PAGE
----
Feb 14, 2014 GMTSpending the last nine months writing a book about LibreOffice, I've rediscovered typography. I've also discovered that as the free font movement enters its second decade, it has evolved from an idea as tentative as free software was in its beginning to a thriving community that gives users a reasonable selection of fonts.However, as much of a gift as Google Fonts or the Open Font Library can be to graphic designers, they can also be nightmares for average users. When you have hundred of fonts to choose from, how do you choose which ones are right for you?You may not have any problems with the pragmatic choices. Want fonts whose characters occupy the same space as Times Roman, Arial, and...
Off the Beat: Bruce Byfield's Blog
Feb 06, 2014 GMTEvery year, I like to take some time to look at LinuxQuestions' Member Choice Awards for trends. I don't believe the results are representative of all free software users by any means, but they are still one of the few indicators available, and this year they suggest some interesting trends on the desktop:Some random examples: In 2012, MariaDB won less than 9% of the votes, while MySQL was way out ahead with 40%. This year, MariaDB jumped to 36%, while MySQL declined to 23% - a vote of non-confidence if there ever was one. Meanwhile, PostgreSQL remained steady or possibly declined slightly, with 24% in 2012, and 20% in 2013. The office suite category saw LibreOffice with 86%...
Jan 30, 2014 GMTOrdinarily, I avoid anything to do with Roy Schestowitz and TechRights. The interaction is rarely worth the seemingly compulsive abuse I inevitably receive. However, Schestowitz's recent claim that Red Hat Enterprise Linux (RHEL) includes a back door for the NSA is an exception -- especially since the story has been picked up by FOSS Force (http://fossforce.com/), where, despite the site's skepticial coverage of the claim, its latest poll shows that 34% believe the story, and 27% don't know what to think.Schestowitz writes that RHEL cannot be trusted because "RHEL is binary and based on news from half a decade ago, the NSA is said to be involved in the building process." To...
Jan 27, 2014 GMTStrictly speaking, the recently published annual report for the Canonical Group, the developers of Ubuntu, covers only its United Kingdom subsidiary for the year ending March 31, 2013. However, in practice, the report provides glimpses into both Canonical's global activities and the challenges that the company faces before it can become profitable.The report lists three sources of income for The Canonical Group: engineering services to OEMs, consulting and cloud services to corporate customers, and online services to end-users.If you read just the report, you might conclude that all three have equal weight in Canonical's financial plans. However, after watching Canonical's increasing...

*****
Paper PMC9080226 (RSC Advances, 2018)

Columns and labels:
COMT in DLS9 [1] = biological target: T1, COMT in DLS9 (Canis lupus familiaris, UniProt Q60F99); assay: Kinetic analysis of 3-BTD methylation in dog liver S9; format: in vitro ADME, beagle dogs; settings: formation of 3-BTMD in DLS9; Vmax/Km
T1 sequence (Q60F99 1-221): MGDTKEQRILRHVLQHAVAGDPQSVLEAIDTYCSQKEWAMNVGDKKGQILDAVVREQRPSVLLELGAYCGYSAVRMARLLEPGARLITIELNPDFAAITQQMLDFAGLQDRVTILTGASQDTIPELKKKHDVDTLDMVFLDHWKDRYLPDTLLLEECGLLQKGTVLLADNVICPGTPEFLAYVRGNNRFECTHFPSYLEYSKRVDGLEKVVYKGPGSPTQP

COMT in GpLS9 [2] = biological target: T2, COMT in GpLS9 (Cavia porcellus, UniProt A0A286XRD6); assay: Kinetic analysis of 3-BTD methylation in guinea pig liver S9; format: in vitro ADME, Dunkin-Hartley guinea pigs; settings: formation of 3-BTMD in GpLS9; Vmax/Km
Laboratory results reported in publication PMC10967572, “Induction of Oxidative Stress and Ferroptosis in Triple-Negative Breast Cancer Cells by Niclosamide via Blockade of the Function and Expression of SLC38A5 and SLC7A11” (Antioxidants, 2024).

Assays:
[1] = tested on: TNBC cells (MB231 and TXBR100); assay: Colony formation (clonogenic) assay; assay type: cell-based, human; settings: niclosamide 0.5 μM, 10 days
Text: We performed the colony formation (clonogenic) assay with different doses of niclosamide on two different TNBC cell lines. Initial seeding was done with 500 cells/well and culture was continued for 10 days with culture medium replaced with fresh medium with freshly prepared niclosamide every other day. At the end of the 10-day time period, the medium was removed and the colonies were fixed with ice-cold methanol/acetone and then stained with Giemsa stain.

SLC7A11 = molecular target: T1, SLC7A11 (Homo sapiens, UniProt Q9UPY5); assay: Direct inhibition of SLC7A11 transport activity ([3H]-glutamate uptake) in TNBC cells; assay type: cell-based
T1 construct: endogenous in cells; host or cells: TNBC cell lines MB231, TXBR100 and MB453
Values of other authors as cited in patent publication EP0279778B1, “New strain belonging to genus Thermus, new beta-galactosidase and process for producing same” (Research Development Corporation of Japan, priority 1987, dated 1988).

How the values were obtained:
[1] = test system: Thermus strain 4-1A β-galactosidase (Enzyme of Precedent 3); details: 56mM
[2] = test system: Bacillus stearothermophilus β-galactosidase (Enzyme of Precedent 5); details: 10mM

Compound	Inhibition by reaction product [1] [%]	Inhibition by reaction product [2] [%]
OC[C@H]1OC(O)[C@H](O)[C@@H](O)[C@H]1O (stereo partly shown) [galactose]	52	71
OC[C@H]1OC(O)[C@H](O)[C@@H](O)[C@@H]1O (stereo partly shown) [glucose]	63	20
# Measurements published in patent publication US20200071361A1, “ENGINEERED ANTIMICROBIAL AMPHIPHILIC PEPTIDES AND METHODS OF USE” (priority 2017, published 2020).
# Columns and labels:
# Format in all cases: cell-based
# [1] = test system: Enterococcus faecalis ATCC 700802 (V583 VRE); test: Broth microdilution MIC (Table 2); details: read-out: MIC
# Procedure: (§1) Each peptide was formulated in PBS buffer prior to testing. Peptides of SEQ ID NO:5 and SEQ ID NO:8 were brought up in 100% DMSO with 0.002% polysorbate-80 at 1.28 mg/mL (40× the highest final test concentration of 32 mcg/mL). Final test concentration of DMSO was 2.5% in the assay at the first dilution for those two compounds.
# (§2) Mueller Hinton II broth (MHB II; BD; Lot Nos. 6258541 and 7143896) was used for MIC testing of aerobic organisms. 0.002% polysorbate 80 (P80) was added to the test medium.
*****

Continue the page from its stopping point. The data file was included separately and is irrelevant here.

Jan 16, 2014 GMTWidgets -- small utilities for the panel or desktop -- used to be standard on Linux desktops. Today, however, GNOME and Unity have abolished them as clutter, while on most other desktops, they are mostly confined to system meters and standard desktop features such as task bars and notification trays. Linux Mint's Cinnamon is starting to offer a few innovative ones, but, of the six major desktops, only KDE has encouraged an extensive ecosystem of widgets that provide extra bits of functionality.KDE does have its share of system meters and standard features in its list of widgets. You can also find toys like a bouncing ball and a puzzle, and pieces of functionality that you can also find...
Jan 08, 2014 GMT"Look around, you must be joking, We've come all that way for this."- OysterbandMy father-in-law was religious. I am not, but I always admired the sign he kept on his desk at the company he ran for fifty years. It was from Mark 8:36: "What does it profit a man if he gains the whole world but loses his soul?" As I read the enthusiastic coverage of Valve's Linux-based gaming console, the question seems appropriate to ask.If you read the coverage, mainstream gaming's discovery of Linux is the best thing that ever happened to Linux. Last year's release of Steam for Ubuntu and the recent announcement of Debian-based gaming consoles are supposed to make Linux a serious...
Dec 29, 2013 GMTThe desktop is supposed to be dying, but you would never guess from the number of environments available for Linux in 2013.True, nothing radical happened in the last year. But the desktop diversity that has emerged in the last few years became more firmly established than ever, with half a dozen choices available where two or three existed five years ago. Here's how the major desktops fared in 2013: Cinnamon2013 was a growth year for Cinnamon, Linux Mint's most modern operating system. The 1.8 release saw improvements to the file manager, and the creation of a control center to replace the multiple configuration tools in earlier releases, as well as the introduction of desklets, or...
New tool will look like GParted but support a wider range of storage technologies.
New public key pinning feature will help prevent man-in-the-middle attacks.
Carnegie Mellon researchers say 3 million pages could fall down the phishing hole in the next year.
The US government rolls new best-practice rules for protecting SSH.
Klaus Knopper announces the latest version of his iconic Live Linux system.
All websites that use these popular CMS tools could be vulnerable to denial of service attacks if users don't install the updates.
According to a report, many potential victims of the Heartbleed attack have patched their systems, but few have cleaned up the crime scene to protect themselves from the effects of a previous intrusion.
DARPA and NICTA release the code for the ultra-secure microkernel system used in aerial drones.
Should you trust an online service to store your online passwords?
New B+ board lets you build cool things without the complication of a powered USB hub.